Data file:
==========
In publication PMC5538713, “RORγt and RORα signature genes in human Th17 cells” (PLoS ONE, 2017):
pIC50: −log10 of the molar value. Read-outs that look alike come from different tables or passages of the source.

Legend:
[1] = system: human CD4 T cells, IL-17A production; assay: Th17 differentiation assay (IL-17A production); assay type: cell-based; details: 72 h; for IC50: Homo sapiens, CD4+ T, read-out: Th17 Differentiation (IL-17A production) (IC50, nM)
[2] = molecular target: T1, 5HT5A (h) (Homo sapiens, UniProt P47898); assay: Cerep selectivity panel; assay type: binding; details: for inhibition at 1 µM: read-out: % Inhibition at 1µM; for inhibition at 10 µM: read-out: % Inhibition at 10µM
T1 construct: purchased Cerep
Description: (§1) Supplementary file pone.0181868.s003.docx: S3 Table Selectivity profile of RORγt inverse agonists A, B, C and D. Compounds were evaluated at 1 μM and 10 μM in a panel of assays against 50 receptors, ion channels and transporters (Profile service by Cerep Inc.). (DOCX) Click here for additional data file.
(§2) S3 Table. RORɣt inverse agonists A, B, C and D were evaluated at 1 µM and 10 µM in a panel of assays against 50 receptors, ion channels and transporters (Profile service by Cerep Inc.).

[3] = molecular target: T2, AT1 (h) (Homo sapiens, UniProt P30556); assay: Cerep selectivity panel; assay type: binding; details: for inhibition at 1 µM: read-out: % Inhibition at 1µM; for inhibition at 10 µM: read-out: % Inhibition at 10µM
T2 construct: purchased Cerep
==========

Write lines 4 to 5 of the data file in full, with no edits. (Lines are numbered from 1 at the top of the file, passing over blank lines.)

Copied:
[1] = system: human CD4 T cells, IL-17A production; assay: Th17 differentiation assay (IL-17A production); assay type: cell-based; details: 72 h; for IC50: Homo sapiens, CD4+ T, read-out: Th17 Differentiation (IL-17A production) (IC50, nM)
[2] = molecular target: T1, 5HT5A (h) (Homo sapiens, UniProt P47898); assay: Cerep selectivity panel; assay type: binding; details: for inhibition at 1 µM: read-out: % Inhibition at 1µM; for inhibition at 10 µM: read-out: % Inhibition at 10µM